New full Unicode for ES6 idea
wes at page.ca
Sun Feb 19 07:06:19 PST 2012
On 19 February 2012 03:33, Brendan Eich <brendan at mozilla.com> wrote:
> S1 dates from when Unicode fit in 16 bits, and in those days, nickels had
> pictures of bumblebees on 'em ("Gimme five bees for a quarter", you'd say
Say, is that an onion on your belt?
> * indexing by characters, not uint16 storage units;
> * counting length as one greater than the last index; and
These are the two items that IME trip up developers who are either not
careful or not aware of UTF-16 encoding details and don't test with non-BMP
input. Frankly, JS developers should not have to be aware of character
encodings. Strings should "just work".
I think that explicitly making strings Unicode and applying the fix above
would solve a *lot* of problems. If I had this option, I would go so far
as to throw the BRS in my build processes, hg grep all our source code for
strings like D800 and eliminate all the extra UTF-16 machinations.
Another option might be to make ES.next have full Unicode strings; fix
.length and .charCodeAt etc when we are in ES.next context, leaving them
"broken" otherwise. I'm not fond of this option, though: since there would
be no BRS, developers might often find themselves unsure of just what the
heck it is they are working with.
So, I like per-global BRS.
* supporting escapes with (up to) six hexadecimal digits.
This is necessary too; developers should be thinking about code points, not
> P2. The change is not backward compatible. In JS today, one read a string
> s from somewhere and hard-code, e.g., s.indexOf("0xd800" to find part of a
> surrogate pair, then advance to the next-indexed uint16 unit and read the
> other half, then combine to compute some result. Such usage would break.
While that is true in the general case, there are many specific cases where
that would not break. I'm thinking I have an implementation of
UnicodeStrlen around here somewhere which works by subracting the number of
0xD800 characters from .length. In this case, that code would continue to
generate correct length counts because it would never find a 0xD800 in a
valid Unicode string (it's a reserved code point).
> We also wish to avoid exposing a "full Unicode" representation type and
> duplicated suite of the String static and prototype methods, as Java did.
> (We may well want UTF-N transcoding helpers; we certainly want ByteArray
> <-> UTF-8 transcoding APIs.)
These are both good goals, in particular, avoiding a "full Unicode" type
means reducing bug counts in the long term.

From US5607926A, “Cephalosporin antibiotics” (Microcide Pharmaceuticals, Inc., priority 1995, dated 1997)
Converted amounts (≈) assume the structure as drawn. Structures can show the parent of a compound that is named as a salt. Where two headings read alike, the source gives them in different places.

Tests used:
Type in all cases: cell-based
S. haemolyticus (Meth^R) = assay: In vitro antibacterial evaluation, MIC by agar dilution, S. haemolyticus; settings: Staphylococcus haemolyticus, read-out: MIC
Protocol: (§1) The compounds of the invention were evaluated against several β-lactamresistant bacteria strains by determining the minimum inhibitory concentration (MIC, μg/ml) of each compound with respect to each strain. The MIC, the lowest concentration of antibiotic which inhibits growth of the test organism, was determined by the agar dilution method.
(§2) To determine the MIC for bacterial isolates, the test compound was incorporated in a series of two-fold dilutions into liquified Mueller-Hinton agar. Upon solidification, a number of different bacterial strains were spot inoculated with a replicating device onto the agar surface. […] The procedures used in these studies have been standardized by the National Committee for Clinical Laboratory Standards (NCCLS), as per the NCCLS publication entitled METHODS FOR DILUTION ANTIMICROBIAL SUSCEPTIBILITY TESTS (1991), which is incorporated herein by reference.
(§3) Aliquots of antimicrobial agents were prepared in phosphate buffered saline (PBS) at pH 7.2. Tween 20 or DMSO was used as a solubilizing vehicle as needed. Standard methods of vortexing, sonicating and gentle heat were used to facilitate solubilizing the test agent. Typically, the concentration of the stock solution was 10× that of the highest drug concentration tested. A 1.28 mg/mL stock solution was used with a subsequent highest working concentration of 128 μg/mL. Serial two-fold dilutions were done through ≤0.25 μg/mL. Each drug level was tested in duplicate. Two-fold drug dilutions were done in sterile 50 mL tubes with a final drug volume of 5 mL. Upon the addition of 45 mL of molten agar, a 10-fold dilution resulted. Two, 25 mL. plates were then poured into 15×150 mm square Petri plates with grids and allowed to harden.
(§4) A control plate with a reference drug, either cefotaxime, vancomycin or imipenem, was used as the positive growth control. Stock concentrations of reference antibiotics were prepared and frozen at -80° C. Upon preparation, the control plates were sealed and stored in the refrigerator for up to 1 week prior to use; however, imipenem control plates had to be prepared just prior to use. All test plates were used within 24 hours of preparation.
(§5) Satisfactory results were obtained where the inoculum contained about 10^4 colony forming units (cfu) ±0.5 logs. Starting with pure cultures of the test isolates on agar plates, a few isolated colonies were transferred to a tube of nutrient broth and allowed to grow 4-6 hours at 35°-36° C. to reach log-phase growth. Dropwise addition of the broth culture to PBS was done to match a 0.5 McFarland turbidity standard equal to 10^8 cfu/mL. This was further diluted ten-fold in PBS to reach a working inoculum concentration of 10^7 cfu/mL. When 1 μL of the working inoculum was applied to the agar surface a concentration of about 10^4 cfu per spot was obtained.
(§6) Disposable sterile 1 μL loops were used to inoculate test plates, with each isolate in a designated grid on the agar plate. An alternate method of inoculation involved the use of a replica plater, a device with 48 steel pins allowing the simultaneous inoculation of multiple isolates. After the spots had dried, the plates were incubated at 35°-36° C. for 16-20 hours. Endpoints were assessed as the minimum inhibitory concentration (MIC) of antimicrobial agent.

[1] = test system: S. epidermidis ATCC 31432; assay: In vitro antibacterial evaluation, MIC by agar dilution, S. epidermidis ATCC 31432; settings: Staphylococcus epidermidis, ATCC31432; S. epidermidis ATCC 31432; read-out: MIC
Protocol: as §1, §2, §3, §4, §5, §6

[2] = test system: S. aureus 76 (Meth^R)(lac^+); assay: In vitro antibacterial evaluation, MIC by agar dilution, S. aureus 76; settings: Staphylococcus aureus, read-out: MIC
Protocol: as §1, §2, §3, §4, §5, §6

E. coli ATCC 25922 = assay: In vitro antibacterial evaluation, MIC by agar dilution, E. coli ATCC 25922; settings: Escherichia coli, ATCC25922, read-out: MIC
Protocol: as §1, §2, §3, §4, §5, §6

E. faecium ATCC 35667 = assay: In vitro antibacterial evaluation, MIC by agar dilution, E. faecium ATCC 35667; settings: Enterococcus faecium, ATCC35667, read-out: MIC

Is there a proposal for interaction with JSON?
> Also because inter-compartment traffic is (we conjecture) infrequent
> enough to tolerate the proxy/copy overhead.
Not to mention that the only thing you'd have to do is to tweak [[get]],
charCodeAt and .length when crossing boundaries; you can keep the same
You might not even need to do this is the engine keeps the same backing
store for both kinds of strings.
> This means a script intent on comparing strings from two globals with
> different BRS settings could indeed tell that one discloses non-BMP
> char/codes, e.g. charCodeAt return values >= 0x10000. This is the *small*
> new observable I claim we can live with, because someone opted into it at
> least in one of the related global objects.
Funny question, if I have two strings, both "hello", from two globals with
different BRS settings, are they ==? How about ===?
> R1. To keep compatibility with DOM APIs, the DOM glue used to mediate
> calls from JS to (typically) C++ would have to proxy or copy any strings
> containing non-BMP characters. Strings with only BMP characters would work
> as today.
Is that true if the "full unicode" backing store is 16-bit code units using
UTF-16 encoding? (Any way, it's an implementation detail)
In particular, Node.js can get modern at startup, and perhaps engines such
> as V8 as used in Node could even support compile-time (#ifdef) configury by
> which to support only full Unicode.
Sure, this is analogous to how SpiderMonkey deals with UTF-8 C Strings.
Flip a BRS before creating the runtime. :)
Wesley W. Garland
Director, Product Development
+1 613 542 2787 x 102
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